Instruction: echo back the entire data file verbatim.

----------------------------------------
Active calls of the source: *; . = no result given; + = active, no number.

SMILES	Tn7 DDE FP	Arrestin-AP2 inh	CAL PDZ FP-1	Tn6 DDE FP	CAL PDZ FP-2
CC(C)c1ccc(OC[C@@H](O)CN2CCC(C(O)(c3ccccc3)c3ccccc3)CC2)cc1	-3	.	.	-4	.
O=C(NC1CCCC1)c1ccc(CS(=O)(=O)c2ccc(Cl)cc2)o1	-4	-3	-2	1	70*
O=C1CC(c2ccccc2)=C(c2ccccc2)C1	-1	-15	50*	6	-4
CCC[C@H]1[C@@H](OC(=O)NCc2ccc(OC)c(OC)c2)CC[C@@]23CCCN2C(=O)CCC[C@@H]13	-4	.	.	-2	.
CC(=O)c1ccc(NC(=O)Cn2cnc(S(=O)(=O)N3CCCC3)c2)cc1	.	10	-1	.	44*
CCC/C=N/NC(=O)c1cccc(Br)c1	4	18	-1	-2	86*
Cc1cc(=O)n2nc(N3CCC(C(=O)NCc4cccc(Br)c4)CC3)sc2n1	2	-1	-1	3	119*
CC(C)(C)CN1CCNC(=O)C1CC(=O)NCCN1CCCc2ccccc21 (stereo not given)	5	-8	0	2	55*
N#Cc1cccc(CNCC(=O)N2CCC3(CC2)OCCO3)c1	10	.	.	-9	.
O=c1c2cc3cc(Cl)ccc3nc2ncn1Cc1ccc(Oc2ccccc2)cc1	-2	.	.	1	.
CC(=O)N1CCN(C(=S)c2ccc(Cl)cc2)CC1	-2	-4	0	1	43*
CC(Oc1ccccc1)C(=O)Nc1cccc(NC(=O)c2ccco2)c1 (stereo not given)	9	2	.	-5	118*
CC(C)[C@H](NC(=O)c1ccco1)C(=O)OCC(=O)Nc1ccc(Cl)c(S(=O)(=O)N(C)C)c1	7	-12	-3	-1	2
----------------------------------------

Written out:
Active calls of the source: *; . = no result given; + = active, no number.

SMILES	Tn7 DDE FP	Arrestin-AP2 inh	CAL PDZ FP-1	Tn6 DDE FP	CAL PDZ FP-2
CC(C)c1ccc(OC[C@@H](O)CN2CCC(C(O)(c3ccccc3)c3ccccc3)CC2)cc1	-3	.	.	-4	.
O=C(NC1CCCC1)c1ccc(CS(=O)(=O)c2ccc(Cl)cc2)o1	-4	-3	-2	1	70*
O=C1CC(c2ccccc2)=C(c2ccccc2)C1	-1	-15	50*	6	-4
CCC[C@H]1[C@@H](OC(=O)NCc2ccc(OC)c(OC)c2)CC[C@@]23CCCN2C(=O)CCC[C@@H]13	-4	.	.	-2	.
CC(=O)c1ccc(NC(=O)Cn2cnc(S(=O)(=O)N3CCCC3)c2)cc1	.	10	-1	.	44*
CCC/C=N/NC(=O)c1cccc(Br)c1	4	18	-1	-2	86*
Cc1cc(=O)n2nc(N3CCC(C(=O)NCc4cccc(Br)c4)CC3)sc2n1	2	-1	-1	3	119*
CC(C)(C)CN1CCNC(=O)C1CC(=O)NCCN1CCCc2ccccc21 (stereo not given)	5	-8	0	2	55*
N#Cc1cccc(CNCC(=O)N2CCC3(CC2)OCCO3)c1	10	.	.	-9	.
O=c1c2cc3cc(Cl)ccc3nc2ncn1Cc1ccc(Oc2ccccc2)cc1	-2	.	.	1	.
CC(=O)N1CCN(C(=S)c2ccc(Cl)cc2)CC1	-2	-4	0	1	43*
CC(Oc1ccccc1)C(=O)Nc1cccc(NC(=O)c2ccco2)c1 (stereo not given)	9	2	.	-5	118*
CC(C)[C@H](NC(=O)c1ccco1)C(=O)OCC(=O)Nc1ccc(Cl)c(S(=O)(=O)N(C)C)c1	7	-12	-3	-1	2